Jubilee- The Dixie Hummingbirds

The Dixie Hummingbirds


Jubilee quartets were popularized during the early 20th century. Some different type of quartets include: university, minstrel, barbershop and community-based jubilee quartets. Jubilee quartets didn’t contain improvisation, but some quartets had groups with a designated lead. 


  • The name quartet in the African American tradition is not defined by the number of individual voices, but by the number of harmonies sung, which is four.  Jubilee quartets have a minimum of four voices and a maximum of six voices.Quartets were usually sung a cappella or with limited instruments.The  Jubilee quartets also discouraged improvisation.

About the Dixie Hummingbirds

The Dixie Hummingbirds are the longest-lived and successful quartet of their era. The group was formed by James Davis in Greenville, South Carolina. The inital members were: Ira Tucker, James Bryant, and Barney Parks.

The group made its recorded debut a year later on Decca, issuing singles such as “Soon Will Be Done with the Troubles of This World,” “Little Wooden Church,” and “Joshua Journeyed to Jericho.”Ira Tucker was the lead singer and often took styles popularized by the Golden Gate Quartet, such as combined gospel shouting and subtle melismas with syncopated delivery.

Eventually the group added two new members:Wilson Baker and William Henry in 1942. During this time, they also received a gig, but had to change their name because the music director of the Cafe Society, John Hammond,  did not like it. They changed their name so that they wouldn’t have a relation to slavery. At that time they were performing under 3 names: The Dixie Hummingbirds in churches, the Swanee Quintet in Philadelphia, and the Jericho Quintet when at the Café Society.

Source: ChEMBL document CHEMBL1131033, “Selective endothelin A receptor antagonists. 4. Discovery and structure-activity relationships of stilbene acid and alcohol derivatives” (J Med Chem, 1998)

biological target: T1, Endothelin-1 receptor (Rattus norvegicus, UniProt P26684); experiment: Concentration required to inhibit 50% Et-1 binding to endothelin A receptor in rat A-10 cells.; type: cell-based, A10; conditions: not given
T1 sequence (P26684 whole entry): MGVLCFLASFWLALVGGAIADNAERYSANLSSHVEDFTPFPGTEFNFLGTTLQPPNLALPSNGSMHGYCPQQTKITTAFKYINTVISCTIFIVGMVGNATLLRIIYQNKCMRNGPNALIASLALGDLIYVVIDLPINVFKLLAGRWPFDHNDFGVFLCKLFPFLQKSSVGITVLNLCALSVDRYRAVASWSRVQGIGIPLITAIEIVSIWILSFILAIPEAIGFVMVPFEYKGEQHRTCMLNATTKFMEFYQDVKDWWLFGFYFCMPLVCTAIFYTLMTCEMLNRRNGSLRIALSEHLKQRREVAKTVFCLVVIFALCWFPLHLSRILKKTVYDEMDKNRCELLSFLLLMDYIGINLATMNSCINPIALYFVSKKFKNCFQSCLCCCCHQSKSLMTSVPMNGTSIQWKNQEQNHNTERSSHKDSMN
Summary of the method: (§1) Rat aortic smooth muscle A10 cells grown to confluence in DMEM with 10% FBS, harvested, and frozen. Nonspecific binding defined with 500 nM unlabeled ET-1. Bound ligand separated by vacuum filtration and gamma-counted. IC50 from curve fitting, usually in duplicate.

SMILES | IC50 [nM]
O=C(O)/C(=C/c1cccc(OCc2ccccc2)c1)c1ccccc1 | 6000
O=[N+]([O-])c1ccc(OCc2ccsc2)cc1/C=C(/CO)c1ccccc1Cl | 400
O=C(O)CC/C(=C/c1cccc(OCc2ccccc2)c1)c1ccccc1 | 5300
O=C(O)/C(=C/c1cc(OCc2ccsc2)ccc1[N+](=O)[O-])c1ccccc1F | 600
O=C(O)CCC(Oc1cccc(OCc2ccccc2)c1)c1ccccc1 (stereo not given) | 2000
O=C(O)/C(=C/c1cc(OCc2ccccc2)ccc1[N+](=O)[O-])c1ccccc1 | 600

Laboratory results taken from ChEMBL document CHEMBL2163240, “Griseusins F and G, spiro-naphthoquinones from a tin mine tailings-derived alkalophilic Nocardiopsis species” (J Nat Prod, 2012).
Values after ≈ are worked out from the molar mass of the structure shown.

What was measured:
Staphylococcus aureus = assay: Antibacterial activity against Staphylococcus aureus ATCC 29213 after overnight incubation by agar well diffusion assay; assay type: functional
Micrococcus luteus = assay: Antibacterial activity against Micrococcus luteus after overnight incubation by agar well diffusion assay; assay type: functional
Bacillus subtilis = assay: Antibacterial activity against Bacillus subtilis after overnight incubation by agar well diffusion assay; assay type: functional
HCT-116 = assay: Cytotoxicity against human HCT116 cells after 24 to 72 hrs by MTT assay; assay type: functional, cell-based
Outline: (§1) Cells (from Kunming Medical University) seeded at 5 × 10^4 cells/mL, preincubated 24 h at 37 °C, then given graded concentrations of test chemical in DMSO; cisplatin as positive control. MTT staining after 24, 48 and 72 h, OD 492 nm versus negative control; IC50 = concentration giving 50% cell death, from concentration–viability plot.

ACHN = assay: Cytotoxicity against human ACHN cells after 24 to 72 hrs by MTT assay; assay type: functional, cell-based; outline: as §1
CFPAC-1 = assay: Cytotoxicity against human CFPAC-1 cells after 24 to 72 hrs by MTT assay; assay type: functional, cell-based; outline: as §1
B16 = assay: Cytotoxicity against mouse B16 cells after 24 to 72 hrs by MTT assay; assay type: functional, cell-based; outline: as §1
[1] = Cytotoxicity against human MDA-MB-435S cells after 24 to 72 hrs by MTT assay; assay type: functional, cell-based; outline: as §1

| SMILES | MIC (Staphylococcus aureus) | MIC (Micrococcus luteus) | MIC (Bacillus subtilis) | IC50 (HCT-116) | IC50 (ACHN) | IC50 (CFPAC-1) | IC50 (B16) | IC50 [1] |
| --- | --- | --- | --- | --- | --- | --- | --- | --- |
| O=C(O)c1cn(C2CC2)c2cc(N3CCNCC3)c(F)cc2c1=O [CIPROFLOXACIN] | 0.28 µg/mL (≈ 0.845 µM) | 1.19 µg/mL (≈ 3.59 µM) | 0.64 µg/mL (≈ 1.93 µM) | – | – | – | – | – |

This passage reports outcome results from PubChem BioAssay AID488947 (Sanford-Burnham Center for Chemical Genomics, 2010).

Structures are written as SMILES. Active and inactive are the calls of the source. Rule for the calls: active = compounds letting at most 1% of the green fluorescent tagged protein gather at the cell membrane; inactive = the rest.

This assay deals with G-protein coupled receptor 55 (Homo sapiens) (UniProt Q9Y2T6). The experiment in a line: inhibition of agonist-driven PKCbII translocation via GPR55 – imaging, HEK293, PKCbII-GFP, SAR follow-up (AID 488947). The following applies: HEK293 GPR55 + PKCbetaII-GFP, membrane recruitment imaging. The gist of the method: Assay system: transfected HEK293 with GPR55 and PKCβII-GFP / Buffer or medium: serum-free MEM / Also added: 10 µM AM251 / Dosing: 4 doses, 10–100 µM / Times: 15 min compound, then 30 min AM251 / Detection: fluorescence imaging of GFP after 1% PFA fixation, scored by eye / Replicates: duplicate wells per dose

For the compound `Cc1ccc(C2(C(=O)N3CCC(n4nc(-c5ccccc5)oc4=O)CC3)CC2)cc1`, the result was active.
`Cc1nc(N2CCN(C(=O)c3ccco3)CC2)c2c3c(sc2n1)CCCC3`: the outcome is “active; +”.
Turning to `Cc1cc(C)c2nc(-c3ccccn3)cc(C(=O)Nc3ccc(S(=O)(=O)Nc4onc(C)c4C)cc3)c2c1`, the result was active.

William Henry was then drafted into the military in 1943. William Bobo replaced him. Barney Parks was also drafted, and was replaced with Beachy Thompson.

Upon relocating to Philadelphia in 1942,their  popularity began to grow. At the same time, their harmonies continued to grow more sophisticated. Paul Owens also joined the group, which completed the quartet’s development. Owens and Ira Tucker honed a style they called “trickeration,”. The group regularly played to packed houses throughout the South.

They then signed to the Peacock label, where over the course of the following decade they recorded songs such as: “Trouble in My Way,” “Let’s Go Out to the Programs,” and “Nobody Knows the Trouble I See.”

After their performance at the 1966 Newport Folk Festival, the Dixie Hummingbirds retired from mainstream to focus on church performances. They came back to mainstream music  in 1973, after joining Paul Simon on his song”Loves Me Like a Rock.” The death of Willie Bobo in 1976 brought the Dixie Hummingbirds to retirement.



I thought this group was quite interesting. To maintained their popularity for decades is quite astounding. Usually genres go “out of style”, but this group was able to remain successful for more than 80 years. Also, the fact that they influenced Jackie Wilson and James Brown was interesting. Their genres sounds totally different, but still those artists were able to take from the Dixie Hummingbirds.

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